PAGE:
In this sense, all of our life is centered on the Eucharist, as the Paschal Mystery, which is announced, celebrated, lived and communicated to the others. Through this “if the Eucharist is the center and summit of the life of the Church, likewise it is the center of priestly ministry (“Ecclesiae de Eucharistia,” n. 31).
The consequence of a relational life on our part is very logical, that as all the faithful, we are called to be: “souls enamored of him, ready to wait patiently to hear his voice and, as it were, to sense the beating of his heart” (“Mane Nobiscum Domine,” n. 18).
When we enter into the mind of Christ, in his heart, especially in the celebration of the Most Holy Eucharist, we experience the call to continue this intimate relationship during the day, without being able to exclude “spending a certain amount of time in dialogue with the Eucharistic Lord” (“Mane Nobiscum Domine,” n. 30).
If we do not experience this intimacy with Christ, priestly identity or existence vanishes and does not find sense in life anymore: “Jesus in the tabernacle wants you to be at his side, so that he can fill your hearts with the experience of his friendship, which alone gives meaning and fulfillment to your lives” (ibidem).
Pope Benedict XVI speaking to priests on 13 May, invites us with some insistence to consider this intimacy with Christ as a “pastoral priority”: “So that the time to remain in the presence of God is a true pastoral priority, and in the final analysis the most important” (Benedict XVI, Discourse of 13 May 2005).
Our relationship with the Holy Eucharist grounds our relationship with the Church as the ecclesial Body of Christ. From this is born our pastoral charity which constitutes our fundamental attitude and our principle of service, one could say “the office of love”: “ministerial priesthood has a constitutive relationship with the Body of Christ, in its dual and inseparable dimension of Eucharist and Church, of the Eucharistic body and of the ecclesial body. Therefore our ministry is ‘amoris Officium’ (Saint Augustine, ‘Johannes Evangelium Tractatus,’ 123, 5), it is the office of the Good Shepherd, who offers his life for his sheep (cf. John 10:14-15)” (Benedict XVI, 13 May 2005).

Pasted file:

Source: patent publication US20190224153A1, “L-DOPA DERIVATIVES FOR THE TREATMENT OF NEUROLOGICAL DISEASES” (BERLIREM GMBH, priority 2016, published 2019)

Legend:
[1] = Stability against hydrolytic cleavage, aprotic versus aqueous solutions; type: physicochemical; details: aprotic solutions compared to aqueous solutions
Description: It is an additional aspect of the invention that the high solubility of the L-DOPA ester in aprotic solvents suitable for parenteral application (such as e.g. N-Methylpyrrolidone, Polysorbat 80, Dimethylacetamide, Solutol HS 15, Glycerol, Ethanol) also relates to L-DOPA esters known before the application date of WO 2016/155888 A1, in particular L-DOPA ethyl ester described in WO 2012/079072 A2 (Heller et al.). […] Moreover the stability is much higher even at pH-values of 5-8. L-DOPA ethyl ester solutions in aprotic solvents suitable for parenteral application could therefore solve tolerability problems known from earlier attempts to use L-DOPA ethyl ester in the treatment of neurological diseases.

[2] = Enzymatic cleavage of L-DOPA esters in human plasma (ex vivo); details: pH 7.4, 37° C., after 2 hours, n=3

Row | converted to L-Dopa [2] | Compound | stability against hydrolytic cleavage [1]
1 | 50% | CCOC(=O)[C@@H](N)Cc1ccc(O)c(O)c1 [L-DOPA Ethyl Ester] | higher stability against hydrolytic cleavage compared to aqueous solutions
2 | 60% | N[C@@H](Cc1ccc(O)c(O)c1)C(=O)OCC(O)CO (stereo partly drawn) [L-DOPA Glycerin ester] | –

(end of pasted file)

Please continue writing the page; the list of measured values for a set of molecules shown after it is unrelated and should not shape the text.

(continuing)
3. Eucharist and Priesthood in “Ecclesial Communion”
The love of the Church, as mystery of communion through mission, is learnt from the love of Christ himself, “who loved the Church and was offered in sacrifice for her” (Ephesians 5:15). Citing John Paul II, when he affirmed that “the holy Mass is in an absolute way the center of my life and every day” (Discourse of 27 October 1995, on the 30th Anniversary of the Decree “Presbyterorum Ordinis”) Pope Benedict XVI comments “in the same way, obedience to Christ, which corrects the disobedience of Adam, is found in ecclesial obedience, which for the priest is in his daily work, above all in obedience to his Bishop” (Benedict XVI, Discourse 13 May 2005).
The Year of the Eucharist (2004-2005) is therefore a strong invitation to enter into the mind of Christ, to love the Church as he did and to live with him in the communion of the Church. The Petrine ministry has been experienced in our hearts as never before in the month of April of this year, with two Popes who have invited us to a life centered on Christ in the Most Holy Eucharist, through experience, eating that “same bread” which in which we are “one body” (1 Corinthians 10:17).
Ecclesial Communion is made real for us in this “listening” or should we say lived “obedience” (“obaudire”) in the ministry of the Apostles, of which we are part. The early community was “of one heart and one body” (Acts 4:32) because at the celebration of the “breaking of the bread” (Eucharist), it knew how to “listen” with fidelity in an attitude of prayer to the apostolic teaching “they devoted themselves to the Apostles’ teaching and fellowship, to the breaking of bread and the prayers” (Acts 2:42).
Our own “ecclesial communion” is born from the love of Christ and his Church. And such love can be learnt only in the intimacy with the same Christ, present in the Holy Eucharist and hidden in the preached word of the Apostles. Therefore, “communion” is listening or loving obedience, an effective and affective life.